Prehispanic and colonial Maya subsistence and migration: contributions from stable sulfur isotope analysis

Rand, Asta Jade (2021) Prehispanic and colonial Maya subsistence and migration: contributions from stable sulfur isotope analysis. Doctoral (PhD) thesis, Memorial University of Newfoundland.

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The Maya who inhabited southeastern Mesoamerica from the Preclassic to Colonial periods (1000 BCE to 1821 CE) have been the focus of intensive archaeological study for over a century. Recent theoretical and methodological developments have contributed to nuanced understandings of Maya migration and subsistence practices. Stable sulfur isotope (δ³⁴S) analysis of bone collagen is a novel technique that has been applied to Maya skeletal collections, although the variation in environmental δ³⁴S values throughout the Maya region has yet to be systematically characterized. This research presents the first Maya faunal sulfur isotope baseline based on the δ³⁴S values of 148 archaeological faunal remains from 13 sites in the Northern and Southern Lowlands. As expected, terrestrial animals in coastal areas had elevated δ³⁴S due to sea spray. However, those from inland sites had unexpectedly high δ³⁴S values that varied depending on the age of the underlying limestone. Although the δ³⁴S values of marine animals were lower than expected, similarly low values in freshwater animals permits the differentiation of freshwater and terrestrial animals at inland sites. These data demonstrate that sufficient variation in δ³⁴S values exists in the Maya region to identify sources of protein and nonlocal animals, which speaks to prehispanic Maya animal exchange and interregional interaction. The δ³⁴S values of 49 humans from seven Maya sites ranging from the Preclassic to Colonial periods were also interpreted using the faunal baseline. The spatial distribution of human δ³⁴S values differed from that of the terrestrial fauna, demonstrating sociocultural variation in Maya resource procurement in addition to underlying environmental influences. A comparison of carbon and nitrogen data from the same individuals also revealed the consumption of protein from different catchments. Nonlocal δ³⁴S values show three individuals migrated near the end of their lives, and when integrated with childhood strontium and oxygen isotope data from tooth enamel, demonstrate a more robust means of investigating the length of residence and potentially the extent of integration into the receiving community. Finally, a case study of the prehispanic Maya from Nakum, Guatemala, demonstrates the contributions of stable sulfur isotope analysis to the interpretation of Maya subsistence strategies and migration when integrated into a multi-isotopic approach.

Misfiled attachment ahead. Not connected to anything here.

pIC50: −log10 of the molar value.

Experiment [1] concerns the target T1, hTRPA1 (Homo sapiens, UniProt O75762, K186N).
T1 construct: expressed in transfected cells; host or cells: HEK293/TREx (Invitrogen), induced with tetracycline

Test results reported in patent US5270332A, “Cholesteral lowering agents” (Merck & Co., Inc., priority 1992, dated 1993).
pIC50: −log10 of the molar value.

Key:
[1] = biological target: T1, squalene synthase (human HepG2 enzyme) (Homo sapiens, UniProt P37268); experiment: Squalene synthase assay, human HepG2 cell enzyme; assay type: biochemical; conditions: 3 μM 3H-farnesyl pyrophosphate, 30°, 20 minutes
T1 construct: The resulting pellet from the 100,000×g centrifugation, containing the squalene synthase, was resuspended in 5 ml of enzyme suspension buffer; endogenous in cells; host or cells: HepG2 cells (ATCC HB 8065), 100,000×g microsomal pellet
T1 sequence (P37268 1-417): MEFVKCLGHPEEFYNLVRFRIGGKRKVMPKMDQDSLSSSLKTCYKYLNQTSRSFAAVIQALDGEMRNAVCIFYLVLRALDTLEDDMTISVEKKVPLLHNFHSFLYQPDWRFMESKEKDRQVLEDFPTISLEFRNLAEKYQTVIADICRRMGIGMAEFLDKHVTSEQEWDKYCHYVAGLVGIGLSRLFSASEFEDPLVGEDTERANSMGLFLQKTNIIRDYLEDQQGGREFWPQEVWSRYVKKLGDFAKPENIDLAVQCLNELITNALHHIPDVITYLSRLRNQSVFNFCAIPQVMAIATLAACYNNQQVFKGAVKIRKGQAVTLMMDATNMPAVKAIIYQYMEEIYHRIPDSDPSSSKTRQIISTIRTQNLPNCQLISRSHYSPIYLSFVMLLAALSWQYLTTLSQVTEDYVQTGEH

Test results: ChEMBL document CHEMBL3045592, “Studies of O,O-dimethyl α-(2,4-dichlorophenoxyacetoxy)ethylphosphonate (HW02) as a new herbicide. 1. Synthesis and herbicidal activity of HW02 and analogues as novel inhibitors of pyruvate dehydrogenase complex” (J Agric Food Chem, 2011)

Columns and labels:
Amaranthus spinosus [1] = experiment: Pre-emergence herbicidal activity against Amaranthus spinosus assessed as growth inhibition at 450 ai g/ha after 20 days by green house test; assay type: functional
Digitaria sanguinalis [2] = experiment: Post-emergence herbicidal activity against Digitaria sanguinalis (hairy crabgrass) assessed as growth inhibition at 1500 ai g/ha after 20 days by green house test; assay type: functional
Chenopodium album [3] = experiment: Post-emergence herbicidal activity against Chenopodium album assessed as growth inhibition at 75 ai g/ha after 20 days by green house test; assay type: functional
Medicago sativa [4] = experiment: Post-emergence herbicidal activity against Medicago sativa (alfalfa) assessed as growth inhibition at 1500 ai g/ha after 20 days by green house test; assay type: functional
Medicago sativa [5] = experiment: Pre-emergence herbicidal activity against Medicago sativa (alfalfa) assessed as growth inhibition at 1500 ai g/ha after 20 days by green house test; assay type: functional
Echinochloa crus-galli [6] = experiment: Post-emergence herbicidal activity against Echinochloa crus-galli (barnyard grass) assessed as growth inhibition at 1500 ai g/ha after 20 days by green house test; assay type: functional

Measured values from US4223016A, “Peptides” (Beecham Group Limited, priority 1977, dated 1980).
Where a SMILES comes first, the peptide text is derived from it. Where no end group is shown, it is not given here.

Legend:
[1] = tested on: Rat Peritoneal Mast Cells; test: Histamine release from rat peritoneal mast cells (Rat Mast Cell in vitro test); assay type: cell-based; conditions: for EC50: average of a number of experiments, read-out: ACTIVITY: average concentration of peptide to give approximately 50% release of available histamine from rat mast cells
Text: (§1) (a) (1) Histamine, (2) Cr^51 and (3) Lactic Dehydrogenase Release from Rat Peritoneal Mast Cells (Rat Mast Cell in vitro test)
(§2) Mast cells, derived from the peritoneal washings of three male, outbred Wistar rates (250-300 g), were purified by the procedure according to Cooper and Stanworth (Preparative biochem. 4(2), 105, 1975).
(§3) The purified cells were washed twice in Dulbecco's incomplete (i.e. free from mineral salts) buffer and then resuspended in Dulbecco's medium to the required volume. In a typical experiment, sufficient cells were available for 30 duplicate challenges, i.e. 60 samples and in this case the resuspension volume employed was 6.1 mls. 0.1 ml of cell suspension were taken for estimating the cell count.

Item Type: Thesis (Doctoral (PhD))
Item ID: 15087
Additional Information: Includes bibliographical references (pages 207-276).
Keywords: Maya, Archaeology, Sulfur Isotope Analysis, Faunal Baseline, Multi-Isotope Analysis, Bioarchaeology
Department(s): Humanities and Social Sciences, Faculty of > Archaeology
Date: June 2021
Date Type: Submission
Digital Object Identifier (DOI):
Library of Congress Subject Heading: Subsistence farming--Central America--History; Mayas--Migrations--History; Mayas--Antiquities; Sulfur--Isotopes--Central America--Analysis.

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